The Florida Bar Association describes probate as a "court-supervised process for identifying and gathering the assets of a deceased person, paying the decedent's debts, and distributing the decedent's assets to his or her beneficiaries." The person's assets, commonly called his estate, are normally used to pay the cost of probate, outstanding tax bills and any outstanding debts left by the deceased person at the time of death. The remaining assets of the estate are then distributed to the beneficiaries of the estate.
If a husband was living in Florida when he died, the surviving spouse and any minor children he was supporting or obligated to support are entitled to a "reasonable" allowance paid from the assets of his estate. Family allowances cannot exceed $18,000 and may be paid in a lump sum or in installments.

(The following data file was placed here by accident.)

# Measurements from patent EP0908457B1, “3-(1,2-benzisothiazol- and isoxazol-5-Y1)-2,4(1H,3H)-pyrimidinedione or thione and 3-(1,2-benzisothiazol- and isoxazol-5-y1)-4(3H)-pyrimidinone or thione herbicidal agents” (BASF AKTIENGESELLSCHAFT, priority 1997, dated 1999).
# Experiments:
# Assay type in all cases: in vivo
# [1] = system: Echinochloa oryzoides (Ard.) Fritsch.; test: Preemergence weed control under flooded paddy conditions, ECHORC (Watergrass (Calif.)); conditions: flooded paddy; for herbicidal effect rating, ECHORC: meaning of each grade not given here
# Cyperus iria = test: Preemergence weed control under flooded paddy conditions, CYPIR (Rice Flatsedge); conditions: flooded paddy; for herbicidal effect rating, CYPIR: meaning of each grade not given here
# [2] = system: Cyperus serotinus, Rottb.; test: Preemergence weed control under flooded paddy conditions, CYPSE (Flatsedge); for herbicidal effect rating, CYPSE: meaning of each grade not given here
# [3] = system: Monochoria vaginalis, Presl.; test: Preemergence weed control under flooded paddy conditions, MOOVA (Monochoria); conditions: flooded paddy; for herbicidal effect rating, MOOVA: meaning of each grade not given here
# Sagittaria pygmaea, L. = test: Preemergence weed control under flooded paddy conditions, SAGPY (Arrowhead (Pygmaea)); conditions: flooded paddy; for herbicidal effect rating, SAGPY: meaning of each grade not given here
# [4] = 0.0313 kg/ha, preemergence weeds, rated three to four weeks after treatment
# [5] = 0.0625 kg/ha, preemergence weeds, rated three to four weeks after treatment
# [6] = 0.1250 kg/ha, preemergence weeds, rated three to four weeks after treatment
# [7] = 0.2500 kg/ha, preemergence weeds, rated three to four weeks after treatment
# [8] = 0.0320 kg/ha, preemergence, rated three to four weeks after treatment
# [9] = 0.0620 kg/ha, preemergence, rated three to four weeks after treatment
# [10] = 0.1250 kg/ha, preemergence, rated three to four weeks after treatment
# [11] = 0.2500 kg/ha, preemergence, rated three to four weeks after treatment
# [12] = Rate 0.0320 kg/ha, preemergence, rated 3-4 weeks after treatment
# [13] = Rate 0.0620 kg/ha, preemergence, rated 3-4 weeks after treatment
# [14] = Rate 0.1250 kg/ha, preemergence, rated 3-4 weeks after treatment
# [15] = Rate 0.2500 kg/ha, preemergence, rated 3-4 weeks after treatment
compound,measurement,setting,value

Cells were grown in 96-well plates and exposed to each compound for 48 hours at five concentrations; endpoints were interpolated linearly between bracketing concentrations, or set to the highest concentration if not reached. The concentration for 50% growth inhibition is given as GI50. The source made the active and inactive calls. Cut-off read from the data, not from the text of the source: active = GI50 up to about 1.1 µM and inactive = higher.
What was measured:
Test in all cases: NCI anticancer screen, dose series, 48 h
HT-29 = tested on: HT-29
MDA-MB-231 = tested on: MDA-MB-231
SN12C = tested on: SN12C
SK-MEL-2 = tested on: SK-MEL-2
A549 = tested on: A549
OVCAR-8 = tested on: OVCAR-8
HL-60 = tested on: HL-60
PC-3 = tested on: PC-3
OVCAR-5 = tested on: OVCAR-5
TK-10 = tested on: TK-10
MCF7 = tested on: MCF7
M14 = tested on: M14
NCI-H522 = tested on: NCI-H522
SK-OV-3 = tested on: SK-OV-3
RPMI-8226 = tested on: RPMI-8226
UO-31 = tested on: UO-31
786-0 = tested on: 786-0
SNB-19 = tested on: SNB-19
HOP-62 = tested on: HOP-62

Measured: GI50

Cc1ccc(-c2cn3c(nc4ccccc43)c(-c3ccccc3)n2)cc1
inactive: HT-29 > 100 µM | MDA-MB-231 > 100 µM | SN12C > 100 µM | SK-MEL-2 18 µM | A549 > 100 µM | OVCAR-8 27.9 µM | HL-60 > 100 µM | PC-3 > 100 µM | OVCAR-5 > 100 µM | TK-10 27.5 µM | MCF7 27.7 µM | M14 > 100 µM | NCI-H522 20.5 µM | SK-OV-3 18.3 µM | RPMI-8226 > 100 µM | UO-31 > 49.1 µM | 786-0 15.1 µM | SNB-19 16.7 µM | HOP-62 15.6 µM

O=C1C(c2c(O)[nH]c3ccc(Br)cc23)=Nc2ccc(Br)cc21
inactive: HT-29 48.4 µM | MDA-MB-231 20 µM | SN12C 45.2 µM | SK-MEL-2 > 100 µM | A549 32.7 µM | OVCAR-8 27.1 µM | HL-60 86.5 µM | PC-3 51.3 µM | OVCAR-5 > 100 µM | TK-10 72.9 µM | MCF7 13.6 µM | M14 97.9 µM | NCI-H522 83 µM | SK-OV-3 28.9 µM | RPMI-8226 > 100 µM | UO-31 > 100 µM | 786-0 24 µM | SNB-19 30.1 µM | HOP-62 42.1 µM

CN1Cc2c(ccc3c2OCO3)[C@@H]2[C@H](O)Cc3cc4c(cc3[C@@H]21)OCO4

In addition to a family allowance, Florida law entitles a surviving spouse to 30 percent of a decedent's estate. For example, if the will leaves 10 percent of the estate to the surviving spouse and 90 percent to the Humane Society, the spouse is nonetheless entitled to 30 percent. The family allowance and the elective share laws shelter a surviving spouse and minor children from financial deprivation during and after the probate process. However, a premarital or post-marital agreement carries more weight than an elective share and can void a surviving spouse's right to claim it.
A family allowance isn't "chargeable" against the share of a decedent's estate the surviving spouse and children are entitled to inherit, unless the will states otherwise. Thus, the surviving spouse and children are free to collect both a family allowance and the full value of the estate left to them. If both the husband and wife are deceased, the surviving children are entitled to ask for a family allowance to be paid to them or their guardians.